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LETTERS TO EDITOR
A CurtainUp Review
Night Is a Room
By Elyse Sommer
The small cast is an authorial choice, not a case of an auteur-director eliminating characters from someone else's play as is the case with the Miller- à-la- Van hove revival. The same applies to Wallace's fast forwarding six years, from the big and shocking reveal in the first act's second scene to the concluding act.
I won't go into spoiler mode with chapter and verse about what that shocker entails. Per the promotional literature issued by the show's press agents, Ms.Wallace is using the Athenian connection to explore love's power to both ruin and remake our lives. And so, suffice it to say that my reference to it as a Greek tragedy is valid and that the play's exploration of potent but potentially ruinous love is likely to come off as a shocker even in this day of abundant on stage nudity, sex and uninhibited language.
It all starts off pleasantly enough with the two women — Dore (Ann Dowd) and Liana (Dagmara Dominczyk) meeting for the first time. Liana, the younger woman, is a chic and self-confident business executive; Dore, the older one, is less educated and well-off with an awkward, reticent manner. What brought these very different women together is that Liana's husband Marcus (Bill Heck, who doesn't show up until the next scene) is the child that a teen-aged Dore gave up for adoption and Liana, has tracked her down to arrange a meeting. She feels her husband, like a colleague at work, will be happy and more complete getting to know his mother,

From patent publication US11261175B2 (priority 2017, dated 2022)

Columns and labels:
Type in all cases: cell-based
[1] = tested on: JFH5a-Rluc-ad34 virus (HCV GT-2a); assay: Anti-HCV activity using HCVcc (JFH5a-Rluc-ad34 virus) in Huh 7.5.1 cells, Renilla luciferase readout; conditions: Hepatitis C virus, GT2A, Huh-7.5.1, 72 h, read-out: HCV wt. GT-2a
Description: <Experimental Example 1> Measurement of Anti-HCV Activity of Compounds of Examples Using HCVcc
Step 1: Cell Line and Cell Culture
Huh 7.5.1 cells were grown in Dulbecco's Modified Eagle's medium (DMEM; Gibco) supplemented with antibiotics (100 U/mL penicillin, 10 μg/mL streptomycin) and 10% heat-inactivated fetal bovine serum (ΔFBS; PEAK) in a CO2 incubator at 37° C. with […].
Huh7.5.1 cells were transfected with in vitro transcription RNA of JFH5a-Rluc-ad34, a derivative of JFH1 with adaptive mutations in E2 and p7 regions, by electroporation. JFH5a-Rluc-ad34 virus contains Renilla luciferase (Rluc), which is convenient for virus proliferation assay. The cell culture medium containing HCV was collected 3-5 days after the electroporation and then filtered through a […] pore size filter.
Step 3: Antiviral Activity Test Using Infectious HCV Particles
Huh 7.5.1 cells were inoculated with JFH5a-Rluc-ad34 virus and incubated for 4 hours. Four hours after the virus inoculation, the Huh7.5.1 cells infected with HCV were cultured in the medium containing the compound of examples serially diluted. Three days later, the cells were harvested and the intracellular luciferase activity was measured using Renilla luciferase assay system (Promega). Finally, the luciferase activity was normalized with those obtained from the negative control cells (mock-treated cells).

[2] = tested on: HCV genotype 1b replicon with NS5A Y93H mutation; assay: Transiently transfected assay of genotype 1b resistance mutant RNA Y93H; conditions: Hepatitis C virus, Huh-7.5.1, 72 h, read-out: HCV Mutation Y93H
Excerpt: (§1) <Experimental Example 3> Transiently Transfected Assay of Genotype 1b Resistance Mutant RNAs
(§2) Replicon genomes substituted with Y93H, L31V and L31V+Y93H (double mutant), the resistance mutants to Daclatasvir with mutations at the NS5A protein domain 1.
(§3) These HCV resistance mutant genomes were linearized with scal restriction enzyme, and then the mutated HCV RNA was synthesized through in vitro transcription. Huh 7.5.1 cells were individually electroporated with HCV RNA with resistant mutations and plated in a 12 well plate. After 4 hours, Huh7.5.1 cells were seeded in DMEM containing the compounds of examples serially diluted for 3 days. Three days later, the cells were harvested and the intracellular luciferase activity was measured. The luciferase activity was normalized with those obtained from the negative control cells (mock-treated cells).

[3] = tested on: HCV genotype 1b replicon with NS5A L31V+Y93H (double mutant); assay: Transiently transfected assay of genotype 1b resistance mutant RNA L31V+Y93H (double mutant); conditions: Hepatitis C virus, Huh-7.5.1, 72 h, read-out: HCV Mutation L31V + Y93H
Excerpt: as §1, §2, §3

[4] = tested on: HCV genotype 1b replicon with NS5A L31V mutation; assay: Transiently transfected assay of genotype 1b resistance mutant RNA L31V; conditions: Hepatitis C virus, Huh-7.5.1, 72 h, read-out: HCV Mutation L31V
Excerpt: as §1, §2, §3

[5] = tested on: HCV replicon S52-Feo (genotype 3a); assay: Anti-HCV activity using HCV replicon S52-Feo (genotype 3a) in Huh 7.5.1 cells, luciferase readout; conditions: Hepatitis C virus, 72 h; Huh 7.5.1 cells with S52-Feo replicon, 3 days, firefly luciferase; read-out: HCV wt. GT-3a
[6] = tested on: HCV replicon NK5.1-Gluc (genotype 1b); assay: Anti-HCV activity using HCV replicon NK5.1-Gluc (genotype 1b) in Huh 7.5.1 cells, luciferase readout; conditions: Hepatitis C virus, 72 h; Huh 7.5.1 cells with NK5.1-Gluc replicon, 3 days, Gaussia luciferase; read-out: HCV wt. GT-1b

That initial scenes contains numerous hints that Liana may be opening the pandora's box of Greek myth; for example, a burst balloon and a busted high heel. The next scene switches to Liana and Marcus's home, where Dore has been invited to tea. The tea turns into quite tempest.
To be honest, some of the interchanges, both verbal and physical, in that volatile and game changing second scene left me relieved that Ms. Wallace chose not to use exposition to tell us what happens in its aftermath. Though all three actors deliver all-out, no-holds-barred performances, I can't say that their characters drew me in enough to engage me fully or make me sympathize strongly with any of them. And, given the laughs with which some of the dialogue was met on the night I attended, neither was the audience. I'm not sure if the laughs were genuine amusement or a nervous reaction to some of the strong stuff heard and seen.
Besides cultivating the strong acting, director Bill Rauch and his design team, handily allow the story to unfold in three different locations. Costumer Clint Ramos dresses the actors in keeping with their personas. Fight director Thomas Schall ramps up the intensity of a final act moment when emotions run high enough to lead to violence.
Wallace is an intelligent writer much of whose work I've liked. Though she knows how to navigate between the poetic and erotic, I don't think she's adding anything especially insightful to the issues she's tackling here.